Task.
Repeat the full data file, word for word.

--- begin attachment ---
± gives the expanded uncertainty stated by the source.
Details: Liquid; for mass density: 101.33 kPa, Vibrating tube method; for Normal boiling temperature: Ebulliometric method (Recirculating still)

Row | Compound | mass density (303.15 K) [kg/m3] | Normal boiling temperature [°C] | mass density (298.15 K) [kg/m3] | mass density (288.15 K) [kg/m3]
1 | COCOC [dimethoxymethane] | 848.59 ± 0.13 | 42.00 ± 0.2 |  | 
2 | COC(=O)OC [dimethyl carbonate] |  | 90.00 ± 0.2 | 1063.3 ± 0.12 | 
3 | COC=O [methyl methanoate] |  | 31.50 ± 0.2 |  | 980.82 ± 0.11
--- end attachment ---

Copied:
± gives the expanded uncertainty stated by the source.
Details: Liquid; for mass density: 101.33 kPa, Vibrating tube method; for Normal boiling temperature: Ebulliometric method (Recirculating still)

Row | Compound | mass density (303.15 K) [kg/m3] | Normal boiling temperature [°C] | mass density (298.15 K) [kg/m3] | mass density (288.15 K) [kg/m3]
1 | COCOC [dimethoxymethane] | 848.59 ± 0.13 | 42.00 ± 0.2 |  | 
2 | COC(=O)OC [dimethyl carbonate] |  | 90.00 ± 0.2 | 1063.3 ± 0.12 | 
3 | COC=O [methyl methanoate] |  | 31.50 ± 0.2 |  | 980.82 ± 0.11